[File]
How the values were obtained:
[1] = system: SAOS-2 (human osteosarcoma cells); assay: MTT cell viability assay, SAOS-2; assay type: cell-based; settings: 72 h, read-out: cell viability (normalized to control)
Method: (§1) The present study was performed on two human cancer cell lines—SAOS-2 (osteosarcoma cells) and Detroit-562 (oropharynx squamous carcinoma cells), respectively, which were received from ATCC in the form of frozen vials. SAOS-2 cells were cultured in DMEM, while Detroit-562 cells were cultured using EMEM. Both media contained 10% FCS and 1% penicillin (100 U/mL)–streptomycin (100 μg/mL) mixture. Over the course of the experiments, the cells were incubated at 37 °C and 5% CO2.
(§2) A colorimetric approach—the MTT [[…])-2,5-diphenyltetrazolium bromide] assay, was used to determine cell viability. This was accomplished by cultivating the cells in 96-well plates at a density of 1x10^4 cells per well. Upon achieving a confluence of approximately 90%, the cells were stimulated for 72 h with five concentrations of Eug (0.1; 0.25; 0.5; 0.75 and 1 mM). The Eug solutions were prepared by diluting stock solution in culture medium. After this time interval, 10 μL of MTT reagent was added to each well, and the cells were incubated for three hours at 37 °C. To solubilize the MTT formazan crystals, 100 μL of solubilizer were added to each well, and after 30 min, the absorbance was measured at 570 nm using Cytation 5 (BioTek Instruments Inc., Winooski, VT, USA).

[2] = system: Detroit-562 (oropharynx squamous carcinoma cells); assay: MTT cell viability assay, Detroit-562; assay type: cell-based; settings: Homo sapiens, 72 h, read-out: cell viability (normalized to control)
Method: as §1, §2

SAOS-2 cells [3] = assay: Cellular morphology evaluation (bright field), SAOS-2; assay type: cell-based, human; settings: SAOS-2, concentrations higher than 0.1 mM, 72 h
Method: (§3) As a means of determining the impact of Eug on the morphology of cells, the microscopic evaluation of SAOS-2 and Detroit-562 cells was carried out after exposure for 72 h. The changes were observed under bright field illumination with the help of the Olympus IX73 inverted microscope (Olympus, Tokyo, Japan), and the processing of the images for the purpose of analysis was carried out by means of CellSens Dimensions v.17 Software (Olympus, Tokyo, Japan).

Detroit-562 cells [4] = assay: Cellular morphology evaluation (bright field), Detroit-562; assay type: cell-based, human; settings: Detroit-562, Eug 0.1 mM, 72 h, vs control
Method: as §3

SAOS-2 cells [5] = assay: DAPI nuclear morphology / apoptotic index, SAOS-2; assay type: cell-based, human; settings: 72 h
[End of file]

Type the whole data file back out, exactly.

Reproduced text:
How the values were obtained:
[1] = system: SAOS-2 (human osteosarcoma cells); assay: MTT cell viability assay, SAOS-2; assay type: cell-based; settings: 72 h, read-out: cell viability (normalized to control)
Method: (§1) The present study was performed on two human cancer cell lines—SAOS-2 (osteosarcoma cells) and Detroit-562 (oropharynx squamous carcinoma cells), respectively, which were received from ATCC in the form of frozen vials. SAOS-2 cells were cultured in DMEM, while Detroit-562 cells were cultured using EMEM. Both media contained 10% FCS and 1% penicillin (100 U/mL)–streptomycin (100 μg/mL) mixture. Over the course of the experiments, the cells were incubated at 37 °C and 5% CO2.
(§2) A colorimetric approach—the MTT [[…])-2,5-diphenyltetrazolium bromide] assay, was used to determine cell viability. This was accomplished by cultivating the cells in 96-well plates at a density of 1x10^4 cells per well. Upon achieving a confluence of approximately 90%, the cells were stimulated for 72 h with five concentrations of Eug (0.1; 0.25; 0.5; 0.75 and 1 mM). The Eug solutions were prepared by diluting stock solution in culture medium. After this time interval, 10 μL of MTT reagent was added to each well, and the cells were incubated for three hours at 37 °C. To solubilize the MTT formazan crystals, 100 μL of solubilizer were added to each well, and after 30 min, the absorbance was measured at 570 nm using Cytation 5 (BioTek Instruments Inc., Winooski, VT, USA).

[2] = system: Detroit-562 (oropharynx squamous carcinoma cells); assay: MTT cell viability assay, Detroit-562; assay type: cell-based; settings: Homo sapiens, 72 h, read-out: cell viability (normalized to control)
Method: as §1, §2

SAOS-2 cells [3] = assay: Cellular morphology evaluation (bright field), SAOS-2; assay type: cell-based, human; settings: SAOS-2, concentrations higher than 0.1 mM, 72 h
Method: (§3) As a means of determining the impact of Eug on the morphology of cells, the microscopic evaluation of SAOS-2 and Detroit-562 cells was carried out after exposure for 72 h. The changes were observed under bright field illumination with the help of the Olympus IX73 inverted microscope (Olympus, Tokyo, Japan), and the processing of the images for the purpose of analysis was carried out by means of CellSens Dimensions v.17 Software (Olympus, Tokyo, Japan).

Detroit-562 cells [4] = assay: Cellular morphology evaluation (bright field), Detroit-562; assay type: cell-based, human; settings: Detroit-562, Eug 0.1 mM, 72 h, vs control
Method: as §3

SAOS-2 cells [5] = assay: DAPI nuclear morphology / apoptotic index, SAOS-2; assay type: cell-based, human; settings: 72 h